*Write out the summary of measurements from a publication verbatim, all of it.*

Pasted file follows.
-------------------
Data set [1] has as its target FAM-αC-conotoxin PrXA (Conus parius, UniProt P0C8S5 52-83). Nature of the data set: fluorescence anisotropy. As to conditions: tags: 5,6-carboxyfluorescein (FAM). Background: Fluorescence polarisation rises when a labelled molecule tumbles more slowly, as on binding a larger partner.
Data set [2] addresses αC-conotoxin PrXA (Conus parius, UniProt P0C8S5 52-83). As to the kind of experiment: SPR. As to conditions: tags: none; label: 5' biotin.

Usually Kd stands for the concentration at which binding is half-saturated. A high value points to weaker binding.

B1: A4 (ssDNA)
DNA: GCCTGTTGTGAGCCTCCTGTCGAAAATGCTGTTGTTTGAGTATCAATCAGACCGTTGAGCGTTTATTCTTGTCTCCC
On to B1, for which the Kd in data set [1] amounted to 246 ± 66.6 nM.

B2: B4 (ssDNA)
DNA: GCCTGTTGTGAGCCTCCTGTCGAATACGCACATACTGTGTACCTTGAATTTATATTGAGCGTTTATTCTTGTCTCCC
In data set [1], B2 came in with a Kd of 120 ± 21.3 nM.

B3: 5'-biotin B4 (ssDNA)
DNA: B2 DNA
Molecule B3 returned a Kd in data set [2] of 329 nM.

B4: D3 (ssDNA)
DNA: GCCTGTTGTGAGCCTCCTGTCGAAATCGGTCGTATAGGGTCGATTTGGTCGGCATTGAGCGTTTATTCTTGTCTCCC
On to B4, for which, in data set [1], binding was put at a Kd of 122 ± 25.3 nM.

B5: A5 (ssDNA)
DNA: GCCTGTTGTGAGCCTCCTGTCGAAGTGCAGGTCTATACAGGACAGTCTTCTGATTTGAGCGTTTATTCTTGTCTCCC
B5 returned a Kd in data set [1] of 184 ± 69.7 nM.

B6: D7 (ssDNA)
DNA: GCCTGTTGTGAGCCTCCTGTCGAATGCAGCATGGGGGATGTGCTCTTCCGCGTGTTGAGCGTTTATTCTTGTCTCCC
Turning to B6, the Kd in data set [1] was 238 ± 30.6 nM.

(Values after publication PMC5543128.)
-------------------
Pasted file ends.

Data set [1] has as its target FAM-αC-conotoxin PrXA (Conus parius, UniProt P0C8S5 52-83). Nature of the data set: fluorescence anisotropy. As to conditions: tags: 5,6-carboxyfluorescein (FAM). Background: Fluorescence polarisation rises when a labelled molecule tumbles more slowly, as on binding a larger partner.
Data set [2] addresses αC-conotoxin PrXA (Conus parius, UniProt P0C8S5 52-83). As to the kind of experiment: SPR. As to conditions: tags: none; label: 5' biotin.

Usually Kd stands for the concentration at which binding is half-saturated. A high value points to weaker binding.

B1: A4 (ssDNA)
DNA: GCCTGTTGTGAGCCTCCTGTCGAAAATGCTGTTGTTTGAGTATCAATCAGACCGTTGAGCGTTTATTCTTGTCTCCC
On to B1, for which the Kd in data set [1] amounted to 246 ± 66.6 nM.

B2: B4 (ssDNA)
DNA: GCCTGTTGTGAGCCTCCTGTCGAATACGCACATACTGTGTACCTTGAATTTATATTGAGCGTTTATTCTTGTCTCCC
In data set [1], B2 came in with a Kd of 120 ± 21.3 nM.

B3: 5'-biotin B4 (ssDNA)
DNA: B2 DNA
Molecule B3 returned a Kd in data set [2] of 329 nM.

B4: D3 (ssDNA)
DNA: GCCTGTTGTGAGCCTCCTGTCGAAATCGGTCGTATAGGGTCGATTTGGTCGGCATTGAGCGTTTATTCTTGTCTCCC
On to B4, for which, in data set [1], binding was put at a Kd of 122 ± 25.3 nM.

B5: A5 (ssDNA)
DNA: GCCTGTTGTGAGCCTCCTGTCGAAGTGCAGGTCTATACAGGACAGTCTTCTGATTTGAGCGTTTATTCTTGTCTCCC
B5 returned a Kd in data set [1] of 184 ± 69.7 nM.

B6: D7 (ssDNA)
DNA: GCCTGTTGTGAGCCTCCTGTCGAATGCAGCATGGGGGATGTGCTCTTCCGCGTGTTGAGCGTTTATTCTTGTCTCCC
Turning to B6, the Kd in data set [1] was 238 ± 30.6 nM.

(Values after publication PMC5543128.)